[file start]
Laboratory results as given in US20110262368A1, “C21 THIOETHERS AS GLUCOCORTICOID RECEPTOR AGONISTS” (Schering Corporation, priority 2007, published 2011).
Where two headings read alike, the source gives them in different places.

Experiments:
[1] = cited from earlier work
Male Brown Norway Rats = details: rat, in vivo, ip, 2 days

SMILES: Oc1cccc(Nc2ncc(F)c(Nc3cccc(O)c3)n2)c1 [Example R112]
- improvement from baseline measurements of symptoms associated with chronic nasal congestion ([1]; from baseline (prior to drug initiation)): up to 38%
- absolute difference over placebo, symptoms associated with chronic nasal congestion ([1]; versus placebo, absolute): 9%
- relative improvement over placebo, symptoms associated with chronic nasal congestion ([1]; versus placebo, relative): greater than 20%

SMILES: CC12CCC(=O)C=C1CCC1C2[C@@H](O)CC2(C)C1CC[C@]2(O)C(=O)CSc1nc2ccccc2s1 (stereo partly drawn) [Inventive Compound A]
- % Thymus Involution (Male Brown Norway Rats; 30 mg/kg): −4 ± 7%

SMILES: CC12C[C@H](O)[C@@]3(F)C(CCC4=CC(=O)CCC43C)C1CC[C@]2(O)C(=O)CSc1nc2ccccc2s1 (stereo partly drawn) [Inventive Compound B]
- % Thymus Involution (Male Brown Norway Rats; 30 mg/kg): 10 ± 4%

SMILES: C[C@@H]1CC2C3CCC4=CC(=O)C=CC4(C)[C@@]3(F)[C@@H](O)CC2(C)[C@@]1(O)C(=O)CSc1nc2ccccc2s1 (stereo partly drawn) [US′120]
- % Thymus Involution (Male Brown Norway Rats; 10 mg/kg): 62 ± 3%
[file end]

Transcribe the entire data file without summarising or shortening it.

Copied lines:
Laboratory results as given in US20110262368A1, “C21 THIOETHERS AS GLUCOCORTICOID RECEPTOR AGONISTS” (Schering Corporation, priority 2007, published 2011).
Where two headings read alike, the source gives them in different places.

Experiments:
[1] = cited from earlier work
Male Brown Norway Rats = details: rat, in vivo, ip, 2 days

SMILES: Oc1cccc(Nc2ncc(F)c(Nc3cccc(O)c3)n2)c1 [Example R112]
- improvement from baseline measurements of symptoms associated with chronic nasal congestion ([1]; from baseline (prior to drug initiation)): up to 38%
- absolute difference over placebo, symptoms associated with chronic nasal congestion ([1]; versus placebo, absolute): 9%
- relative improvement over placebo, symptoms associated with chronic nasal congestion ([1]; versus placebo, relative): greater than 20%

SMILES: CC12CCC(=O)C=C1CCC1C2[C@@H](O)CC2(C)C1CC[C@]2(O)C(=O)CSc1nc2ccccc2s1 (stereo partly drawn) [Inventive Compound A]
- % Thymus Involution (Male Brown Norway Rats; 30 mg/kg): −4 ± 7%

SMILES: CC12C[C@H](O)[C@@]3(F)C(CCC4=CC(=O)CCC43C)C1CC[C@]2(O)C(=O)CSc1nc2ccccc2s1 (stereo partly drawn) [Inventive Compound B]
- % Thymus Involution (Male Brown Norway Rats; 30 mg/kg): 10 ± 4%

SMILES: C[C@@H]1CC2C3CCC4=CC(=O)C=CC4(C)[C@@]3(F)[C@@H](O)CC2(C)[C@@]1(O)C(=O)CSc1nc2ccccc2s1 (stereo partly drawn) [US′120]
- % Thymus Involution (Male Brown Norway Rats; 10 mg/kg): 62 ± 3%